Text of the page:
The problem with quoting asteroid impact statistics is that they can sound cold, unsympathetic and irrelevant to our daily lives. Friday’s historic meteor airburst over the Russian city of Chelyabinsk, however, gave the statistics of being hit by space rocks a very human twist.
Today, the European Space Agency (ESA) updated their assessment of the meteor that generated a huge shock wave, injuring nearly 1,500 people and causing damage to thousands of buildings on Feb. 15. After reviewing the many eyewitness videos, analyzing data from infrasound stations and surveying the region affected, ESA scientists think the airburst was a one in “several of tens to 100 years”-type of event. In other words, on average, we can expect something of this scale to happen a little more than once a century.
But this “once in a century” happened last week over a city inhabited by a million people.
The Chelyabinsk airburst is the largest known impact event since the River Curuçá impact (in 1930) and the Tunguska impact (in 1908), the latter of which was an airburst event caused by an asteroid or comet fragment slamming into the upper atmosphere, blasting a powerful shock wave onto a remote forested region. 80 million trees were flattened over an area of 2,150 square kilometers (830 square miles) — the approximate area of Moscow. The Chelyabinsk event was a scaled-down taster of what happened over Tunguska, some 1,800 kilometers (1,100 miles) to the northeast of the same country over a century ago.
It is now clear that the Chelyabinsk-bound space rock had a mass of up to 10,000 tons and a diameter of around 15 meters (50 feet) before it slammed into the atmosphere at a shallow angle — around 20 degrees. The meteoroid was traveling at 18 kilometers (11 miles) per second — that’s a whopping 64,000 kilometers (40,000 miles) per hour. NASA scientists are now have an idea about the impactor’s characteristics and they have been able to trace its approximate orbital trajectory around the sun.
But no impact would be complete without calculating its destructive power. Judging by the energy inferred by infrasound stations, scientists reckon the meteor delivered the equivalent energy of 500 kilotons of TNT detonating at the same time. That’s roughly 30 Hiroshima-size nuclear bombs exploding 15-20 kilometers (9-12 miles) above the Earth’s surface. (As a comparison, the Tunguska event unleashed around 30 megatons of TNT equivalent energy — around 1,000 Hiroshima bombs.) So when eyewitnesses saw the stunning contrail overhead, it took a couple of minutes for the shock wave to impact the ground, causing widespread damage.
Windows were blown out, buildings suffered structural damage and hundreds of people were hurt, dozens remain in hospital days after impact. 24,000 emergency personnel have been dispatched to the region to inspect the infrastructure for damage. In total, it has been estimated that the city sustained 1 billion rubles ($33 million) worth of damage.
The secondary impacts of this event are also clear. At time of the morning impact (around 9:20 am local time) the air temperature was -15 degrees Celsius (5 degrees Fahrenheit), so exposure to low temperatures were of immediate concern, particularly to vulnerable citizens such as the elderly and sick.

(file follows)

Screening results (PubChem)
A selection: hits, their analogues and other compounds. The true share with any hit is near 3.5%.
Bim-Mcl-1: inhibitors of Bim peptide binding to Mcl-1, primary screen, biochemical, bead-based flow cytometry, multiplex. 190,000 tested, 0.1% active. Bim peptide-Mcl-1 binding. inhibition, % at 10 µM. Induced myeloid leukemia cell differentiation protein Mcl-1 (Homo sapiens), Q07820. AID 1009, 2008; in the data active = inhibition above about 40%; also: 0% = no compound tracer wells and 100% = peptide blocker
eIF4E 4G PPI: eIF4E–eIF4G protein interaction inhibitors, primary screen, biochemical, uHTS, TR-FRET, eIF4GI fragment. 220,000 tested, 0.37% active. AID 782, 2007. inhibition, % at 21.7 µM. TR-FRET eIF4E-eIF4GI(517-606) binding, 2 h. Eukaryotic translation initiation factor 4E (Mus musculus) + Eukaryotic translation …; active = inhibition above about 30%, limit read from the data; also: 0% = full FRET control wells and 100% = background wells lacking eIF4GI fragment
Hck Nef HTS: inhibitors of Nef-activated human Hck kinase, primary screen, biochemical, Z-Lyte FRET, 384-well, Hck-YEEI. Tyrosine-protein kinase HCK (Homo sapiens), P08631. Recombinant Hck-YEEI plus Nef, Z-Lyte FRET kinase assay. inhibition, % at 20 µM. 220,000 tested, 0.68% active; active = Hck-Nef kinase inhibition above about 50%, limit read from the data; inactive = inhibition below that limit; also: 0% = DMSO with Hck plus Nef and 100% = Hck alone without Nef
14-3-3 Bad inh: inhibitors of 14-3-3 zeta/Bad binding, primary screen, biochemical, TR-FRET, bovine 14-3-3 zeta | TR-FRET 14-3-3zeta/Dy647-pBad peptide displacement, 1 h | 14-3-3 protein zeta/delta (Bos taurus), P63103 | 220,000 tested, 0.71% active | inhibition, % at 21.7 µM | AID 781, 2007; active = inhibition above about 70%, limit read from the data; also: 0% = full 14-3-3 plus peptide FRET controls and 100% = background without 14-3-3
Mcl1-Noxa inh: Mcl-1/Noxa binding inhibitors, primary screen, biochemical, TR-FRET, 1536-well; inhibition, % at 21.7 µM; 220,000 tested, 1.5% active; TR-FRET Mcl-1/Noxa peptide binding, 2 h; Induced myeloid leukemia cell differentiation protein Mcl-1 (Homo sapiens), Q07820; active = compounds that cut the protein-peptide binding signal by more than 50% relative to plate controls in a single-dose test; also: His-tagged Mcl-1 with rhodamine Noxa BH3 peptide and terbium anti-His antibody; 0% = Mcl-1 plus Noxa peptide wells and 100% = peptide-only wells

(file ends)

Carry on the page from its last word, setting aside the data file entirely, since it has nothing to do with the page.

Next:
Be under no illusion, the people of Chelyabinsk and the surrounding area sustained a cosmic flesh wound. Although the damage was extensive and a number of people sustained serious injury, if this type of event were to happen over New York, Tokyo or London, say, the economic fallout — let alone the inevitably larger human toll — could be crippling.
The chances of Earth getting hit by an asteroid in the near future are slim; the chances of a specific populated region suffering the fallout of such an unlikely event are vanishingly small. But those statistics matter little to the people of Chelyabinsk. In this game of cosmic Russian roulette, the ball of chance landed on their number and they got hit — the first modern city to have succumbed to an impact event.
One group of astronomers will be feeling especially vindicated right now; asteroid hunters who have, for years, been watching the skies for marauding chunks of rock and metal in our solar system, warning us that this will happen. Like the people of Chelyabinsk, they realize the odds of a city getting struck by a meteor shock wave or meteorite impact are low. But it will happen in the future — like it happened in the very recent past — we just don’t know where or when.
“Wouldn’t it be silly if we got wiped out because we weren’t looking?” Edward Lu, former NASA astronaut and CEO of the B612 Foundation, told the New York Times on Saturday. “This is a wake-up call from space. We’ve got to pay attention to what’s out there.”
The vast majority of extinction-level asteroids are being tracked and aren’t going to bother us any time soon, but there are millions of undetected space rocks the size of the Russian meteor (and bigger), some of which will hit us. They shouldn’t invoke panic, but they should invoke concern. Wouldn’t it be a good idea to better fund asteroid detection programs so we can detect smaller space rocks before they hit? Ultimately, wouldn’t it be prudent to learn more about asteroid composition and asteroid deflection strategies? Fortunately we have the technology to do all of these things, but it takes social and political will to get them funded.
Will the Chelyabinsk event be a powerful enough wake-up call to global policymakers? We now have a vivid account of what it’s like to have an average morning commute violently transformed by the unsympathetic cosmos. The sky may not be falling, but, occasionally, rocks do.
Image: Morning commute, interrupted. Credit: Youtube